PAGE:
At their Sixth Session, the Contracting Parties to the GATT agreed to the establishment of an ad hoc Committee for Agenda and Intersessional Business. This committee, to be presided over by the Chairman of the Contracting Parties and to meet in Geneva on the call of the Executive Secretary, was set up to deal, among other things, with [Page 1513]urgent matters arising between the Sixth and Seventh Sessions. Such urgent intersessional business will be considered by the Committee upon the request of a contracting party (or parties). In response to a US request (or joint US-Canadian request) to take up the Belgian problem, the Committee could establish a working party which would examine all the relevant facts and views and submit a report thereon to the Seventh Session or, if the matter were of sufficient urgency, the Committee might request the convening of a Special Session.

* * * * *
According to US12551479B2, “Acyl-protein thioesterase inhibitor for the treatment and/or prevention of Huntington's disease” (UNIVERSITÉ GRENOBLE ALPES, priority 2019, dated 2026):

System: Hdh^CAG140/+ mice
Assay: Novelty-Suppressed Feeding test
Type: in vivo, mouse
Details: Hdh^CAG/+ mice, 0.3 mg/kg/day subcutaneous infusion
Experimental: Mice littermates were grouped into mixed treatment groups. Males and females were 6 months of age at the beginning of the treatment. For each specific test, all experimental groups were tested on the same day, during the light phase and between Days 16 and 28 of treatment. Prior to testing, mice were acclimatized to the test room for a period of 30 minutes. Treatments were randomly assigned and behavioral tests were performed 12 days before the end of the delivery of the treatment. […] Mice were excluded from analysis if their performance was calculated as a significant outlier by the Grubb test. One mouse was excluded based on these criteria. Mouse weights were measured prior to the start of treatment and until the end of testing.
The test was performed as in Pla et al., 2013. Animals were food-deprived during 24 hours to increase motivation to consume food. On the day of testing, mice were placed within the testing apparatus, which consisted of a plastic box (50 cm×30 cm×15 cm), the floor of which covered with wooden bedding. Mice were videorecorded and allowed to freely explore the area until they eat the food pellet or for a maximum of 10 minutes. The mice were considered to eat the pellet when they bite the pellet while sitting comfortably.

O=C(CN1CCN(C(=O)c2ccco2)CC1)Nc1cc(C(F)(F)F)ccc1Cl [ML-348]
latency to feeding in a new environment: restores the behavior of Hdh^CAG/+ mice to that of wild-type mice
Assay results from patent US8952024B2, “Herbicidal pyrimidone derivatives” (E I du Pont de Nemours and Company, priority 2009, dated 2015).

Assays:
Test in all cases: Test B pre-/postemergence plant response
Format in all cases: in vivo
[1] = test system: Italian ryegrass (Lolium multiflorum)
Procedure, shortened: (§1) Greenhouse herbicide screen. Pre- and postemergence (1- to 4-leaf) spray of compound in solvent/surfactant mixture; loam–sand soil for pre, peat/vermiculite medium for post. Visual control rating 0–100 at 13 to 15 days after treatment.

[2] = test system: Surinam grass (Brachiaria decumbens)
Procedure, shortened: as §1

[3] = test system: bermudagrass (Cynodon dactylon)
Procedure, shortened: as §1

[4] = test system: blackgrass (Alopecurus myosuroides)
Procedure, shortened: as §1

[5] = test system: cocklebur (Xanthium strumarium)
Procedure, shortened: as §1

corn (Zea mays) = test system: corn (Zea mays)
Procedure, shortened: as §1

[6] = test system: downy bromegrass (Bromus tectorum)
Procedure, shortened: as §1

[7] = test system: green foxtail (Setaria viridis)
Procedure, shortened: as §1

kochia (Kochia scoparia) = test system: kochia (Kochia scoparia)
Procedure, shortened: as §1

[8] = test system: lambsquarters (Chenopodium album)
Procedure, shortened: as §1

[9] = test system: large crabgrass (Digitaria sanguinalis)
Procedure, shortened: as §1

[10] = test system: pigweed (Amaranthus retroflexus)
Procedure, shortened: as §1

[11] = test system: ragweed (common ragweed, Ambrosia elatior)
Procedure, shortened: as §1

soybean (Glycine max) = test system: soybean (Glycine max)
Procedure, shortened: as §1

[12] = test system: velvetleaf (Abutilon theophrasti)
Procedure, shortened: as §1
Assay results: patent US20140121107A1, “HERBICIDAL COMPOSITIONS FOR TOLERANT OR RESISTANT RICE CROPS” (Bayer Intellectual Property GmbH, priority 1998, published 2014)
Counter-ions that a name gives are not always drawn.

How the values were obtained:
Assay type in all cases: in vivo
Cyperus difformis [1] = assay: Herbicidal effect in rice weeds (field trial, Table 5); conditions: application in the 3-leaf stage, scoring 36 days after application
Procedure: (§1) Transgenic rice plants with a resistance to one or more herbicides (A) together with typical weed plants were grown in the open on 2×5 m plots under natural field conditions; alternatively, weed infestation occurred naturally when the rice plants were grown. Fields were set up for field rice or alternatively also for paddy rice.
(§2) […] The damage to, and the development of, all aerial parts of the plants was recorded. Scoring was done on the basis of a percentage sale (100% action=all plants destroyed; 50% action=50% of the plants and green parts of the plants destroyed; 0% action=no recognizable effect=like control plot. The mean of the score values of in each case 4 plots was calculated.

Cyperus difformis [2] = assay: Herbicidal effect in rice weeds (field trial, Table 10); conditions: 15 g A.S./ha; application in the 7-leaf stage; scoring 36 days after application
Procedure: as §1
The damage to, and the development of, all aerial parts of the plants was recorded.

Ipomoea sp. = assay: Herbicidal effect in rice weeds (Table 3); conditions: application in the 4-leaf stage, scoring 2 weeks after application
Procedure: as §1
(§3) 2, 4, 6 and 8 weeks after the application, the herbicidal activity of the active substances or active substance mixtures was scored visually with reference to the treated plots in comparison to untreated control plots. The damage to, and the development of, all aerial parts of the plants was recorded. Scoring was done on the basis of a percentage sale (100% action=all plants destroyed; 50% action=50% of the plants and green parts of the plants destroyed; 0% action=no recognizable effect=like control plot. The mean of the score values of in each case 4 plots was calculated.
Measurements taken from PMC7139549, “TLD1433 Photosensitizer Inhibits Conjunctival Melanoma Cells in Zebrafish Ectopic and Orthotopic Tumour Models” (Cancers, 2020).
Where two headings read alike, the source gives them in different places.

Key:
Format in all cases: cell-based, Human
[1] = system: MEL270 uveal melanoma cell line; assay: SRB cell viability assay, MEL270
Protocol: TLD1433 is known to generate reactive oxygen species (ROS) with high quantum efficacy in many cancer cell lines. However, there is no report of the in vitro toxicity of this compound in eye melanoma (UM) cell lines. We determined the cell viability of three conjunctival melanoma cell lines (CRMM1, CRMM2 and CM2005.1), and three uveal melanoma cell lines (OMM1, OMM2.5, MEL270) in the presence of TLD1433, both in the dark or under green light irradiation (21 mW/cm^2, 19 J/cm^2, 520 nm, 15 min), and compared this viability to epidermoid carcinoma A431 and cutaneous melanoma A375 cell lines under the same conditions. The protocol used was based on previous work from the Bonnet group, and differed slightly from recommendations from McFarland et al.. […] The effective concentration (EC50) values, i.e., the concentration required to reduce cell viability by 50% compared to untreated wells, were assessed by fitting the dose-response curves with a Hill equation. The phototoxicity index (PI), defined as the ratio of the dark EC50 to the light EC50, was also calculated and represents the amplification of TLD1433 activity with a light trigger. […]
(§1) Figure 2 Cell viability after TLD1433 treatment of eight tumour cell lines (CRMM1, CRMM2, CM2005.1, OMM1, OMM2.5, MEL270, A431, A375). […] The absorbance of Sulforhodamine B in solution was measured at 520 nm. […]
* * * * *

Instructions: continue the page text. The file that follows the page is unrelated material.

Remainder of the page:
F. Status of Belgium Restrictions under the Fund Agreement
Except in certain specific situations, the imposition of restrictions by a member of the International Monetary Fund with respect to current payments in the currency of another member is an action clearly contrary to the purposes of the Fund as enumerated in the Articles of Agreement. Article I states, inter alia, that the Fund is intended to assist in the establishment of a multilateral system of payments in respect of current transactions between members and in the elimination of foreign exchange restrictions which hamper the growth of world trade. Article VIII, Sec. 2 specifically enjoins members from imposing restrictions on current international payments and transfers—and particularly those of a discriminatory nature (Article VIII, Sec. 3)—without the consent of the Fund. Article XIV, however, allows a member to defer the assumption of the obligations of Article VIII and to avail itself of exceptional privileges with respect to the imposition of exchange restrictions during the current “Postwar transitional period.”